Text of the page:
She tried the song again through tearful sniffles and muffled lyrics to finally finish. You could have heard a pin drop as she struggled through the song. The crowd roared loving approval as the final note hung over us.

Mary Gauthier opened for Kathleen that night so the audience was already in a heady mood. I left the show with such a mix of feelings that it was hard to pinpoint my feelings about her as an artist. I had just witnessed a human being fall apart on stage to a sold out audience -- she was more than just Kathleen Edwards, the musician, after that.

Her band, including her husband guitarist Colin Cripps, rocks on songs like "Back to Me" and "In State." Kathleen's voice is high and wavering during the more emotional cuts like "Away" and "Hockey Skates." I've seen some comparisons to Lucinda Williams but I wouldn't say her voice or her style is that pronounced at this point in her career. Perhaps earlier Lucinda, yes. I'd compare her more to Beth Orton's ethereal sound on "Trailer Park" and "Central Reservation." (Beth has a new CD "Comfort of Strangers" and is currently touring the U.K. and Ireland with 20 U.S. dates to follow. The new CD song samples included on her web site are intriguing.)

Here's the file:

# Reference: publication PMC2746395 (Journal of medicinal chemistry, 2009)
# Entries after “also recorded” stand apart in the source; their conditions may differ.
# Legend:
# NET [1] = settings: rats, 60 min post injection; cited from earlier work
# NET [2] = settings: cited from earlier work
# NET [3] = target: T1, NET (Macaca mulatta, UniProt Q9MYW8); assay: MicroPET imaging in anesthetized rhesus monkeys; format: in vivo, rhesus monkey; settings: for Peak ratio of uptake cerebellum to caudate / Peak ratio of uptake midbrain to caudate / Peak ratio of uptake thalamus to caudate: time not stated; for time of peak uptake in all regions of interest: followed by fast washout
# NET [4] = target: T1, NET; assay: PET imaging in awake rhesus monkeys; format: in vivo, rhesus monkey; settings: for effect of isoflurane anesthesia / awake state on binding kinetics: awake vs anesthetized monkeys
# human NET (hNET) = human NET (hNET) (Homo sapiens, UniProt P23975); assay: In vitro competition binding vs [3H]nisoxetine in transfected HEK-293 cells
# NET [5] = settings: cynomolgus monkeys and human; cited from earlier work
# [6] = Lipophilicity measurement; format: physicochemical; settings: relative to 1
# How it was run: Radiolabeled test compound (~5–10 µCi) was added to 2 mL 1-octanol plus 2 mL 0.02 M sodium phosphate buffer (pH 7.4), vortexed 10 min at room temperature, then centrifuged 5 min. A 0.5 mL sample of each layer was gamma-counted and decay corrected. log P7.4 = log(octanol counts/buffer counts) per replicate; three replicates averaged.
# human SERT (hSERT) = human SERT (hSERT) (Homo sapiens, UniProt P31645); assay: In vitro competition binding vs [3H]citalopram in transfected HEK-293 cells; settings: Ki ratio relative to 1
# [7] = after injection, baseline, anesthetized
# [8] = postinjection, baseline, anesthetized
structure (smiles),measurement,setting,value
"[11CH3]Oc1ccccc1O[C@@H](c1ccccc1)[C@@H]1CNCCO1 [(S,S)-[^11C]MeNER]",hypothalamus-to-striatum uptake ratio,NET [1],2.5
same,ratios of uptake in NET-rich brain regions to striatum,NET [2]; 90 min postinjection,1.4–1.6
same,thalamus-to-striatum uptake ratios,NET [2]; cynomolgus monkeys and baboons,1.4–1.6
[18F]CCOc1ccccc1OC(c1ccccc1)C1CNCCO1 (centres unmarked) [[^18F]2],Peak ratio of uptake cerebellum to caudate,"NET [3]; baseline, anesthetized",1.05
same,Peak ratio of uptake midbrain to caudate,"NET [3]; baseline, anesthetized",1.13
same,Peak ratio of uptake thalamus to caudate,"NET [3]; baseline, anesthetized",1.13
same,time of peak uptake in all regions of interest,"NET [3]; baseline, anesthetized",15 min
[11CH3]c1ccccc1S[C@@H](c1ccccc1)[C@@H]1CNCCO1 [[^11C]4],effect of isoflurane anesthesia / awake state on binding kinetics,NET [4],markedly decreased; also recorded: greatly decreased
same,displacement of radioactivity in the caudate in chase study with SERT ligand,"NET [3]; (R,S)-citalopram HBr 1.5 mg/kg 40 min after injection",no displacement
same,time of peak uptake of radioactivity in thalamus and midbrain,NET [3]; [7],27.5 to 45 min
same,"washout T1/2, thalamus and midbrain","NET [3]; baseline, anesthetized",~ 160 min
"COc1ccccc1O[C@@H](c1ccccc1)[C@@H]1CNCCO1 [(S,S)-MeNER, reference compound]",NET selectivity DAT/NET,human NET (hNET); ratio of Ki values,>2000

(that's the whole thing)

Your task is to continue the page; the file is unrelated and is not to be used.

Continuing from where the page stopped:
Kathleen Edwards' web site features tour dates and song samples. She's a bourbon drinker, straight up, if you get the chance to see her this spring.